In a separate analysis, the effects of ABT-869 on biomarkers of angiogenesis were evaluated. Correlations of dose and pharmacokinetics of ABT-869, with serum biomarkers, tumor DCE-MRI tracer kinetics, proteinuria and hypertension were assessed. Results appeared to indicate that ABT-869 induced dose-dependent changes in serum biomarkers are consistent with anti-angiogenic activity. However, these serum biomarkers had limited value in predicting safety, i.e., proteinuria or hypertension. The utility of tumor flow and permeability changes on DCE-MRI in predicting proteinuria should be further examined. Updated information will be presented at the ASCO Annual Meeting.
Background on Abbott's Oncology Pipeline
Bcl-2 Family Protein Inhibitors (ABT-263)
Researchers have been interested in the Bcl-2 family of proteins since their role in preventing apoptosis -- the natural process by which damaged or unwanted cells die and are cleared from the body -- was proven more than a decade ago. Discovered by Abbott scientists, ABT-263 restores programmed cell death, a natural mechanism for the elimination of cancerous cells, by inhibiting the function of Bcl-2 proteins.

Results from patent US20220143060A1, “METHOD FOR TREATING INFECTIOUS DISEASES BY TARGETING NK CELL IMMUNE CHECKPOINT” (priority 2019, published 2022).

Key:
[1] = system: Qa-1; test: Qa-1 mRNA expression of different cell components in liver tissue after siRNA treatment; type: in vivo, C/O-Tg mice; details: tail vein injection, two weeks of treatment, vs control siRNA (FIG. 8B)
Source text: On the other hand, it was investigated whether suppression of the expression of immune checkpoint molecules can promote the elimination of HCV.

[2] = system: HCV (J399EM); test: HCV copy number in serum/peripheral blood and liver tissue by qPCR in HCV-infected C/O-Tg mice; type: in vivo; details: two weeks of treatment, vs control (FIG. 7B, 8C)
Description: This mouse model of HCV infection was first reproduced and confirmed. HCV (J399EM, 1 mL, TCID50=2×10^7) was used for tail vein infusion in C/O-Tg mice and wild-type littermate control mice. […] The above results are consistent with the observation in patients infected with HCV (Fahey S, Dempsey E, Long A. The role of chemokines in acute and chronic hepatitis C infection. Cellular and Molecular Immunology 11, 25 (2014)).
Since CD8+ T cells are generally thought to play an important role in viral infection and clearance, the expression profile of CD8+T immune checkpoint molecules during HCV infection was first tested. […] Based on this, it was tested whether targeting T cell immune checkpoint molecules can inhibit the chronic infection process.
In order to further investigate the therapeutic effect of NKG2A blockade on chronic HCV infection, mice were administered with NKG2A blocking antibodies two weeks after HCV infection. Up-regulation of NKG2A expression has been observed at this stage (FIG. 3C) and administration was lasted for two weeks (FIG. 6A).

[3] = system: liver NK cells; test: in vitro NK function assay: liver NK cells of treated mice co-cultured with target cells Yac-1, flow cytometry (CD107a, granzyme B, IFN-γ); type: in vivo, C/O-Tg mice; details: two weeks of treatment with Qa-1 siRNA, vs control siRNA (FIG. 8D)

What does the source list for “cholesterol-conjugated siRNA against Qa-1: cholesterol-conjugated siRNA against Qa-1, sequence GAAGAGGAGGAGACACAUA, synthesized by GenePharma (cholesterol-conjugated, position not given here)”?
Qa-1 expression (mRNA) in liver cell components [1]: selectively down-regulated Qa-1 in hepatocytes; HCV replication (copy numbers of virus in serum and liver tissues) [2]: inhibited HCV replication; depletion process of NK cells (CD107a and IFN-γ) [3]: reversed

Bcl-2 proteins play a central role in regulating apoptosis, as well as tumor formation, tumor growth and resistance to treatment. Pioneering work in structural biology at Abbott established how the Bcl-2 family proteins interact with one another, leading researchers to develop a novel compound that causes cancer cells to self-destruct.
ABT-263 is in Phase I/II clinical trials for lymphomas and solid
tumors, including small cell lung cancer. Preclinical data has shown that
Abbott's Bcl-2 family protein inhibitors bind to Bc
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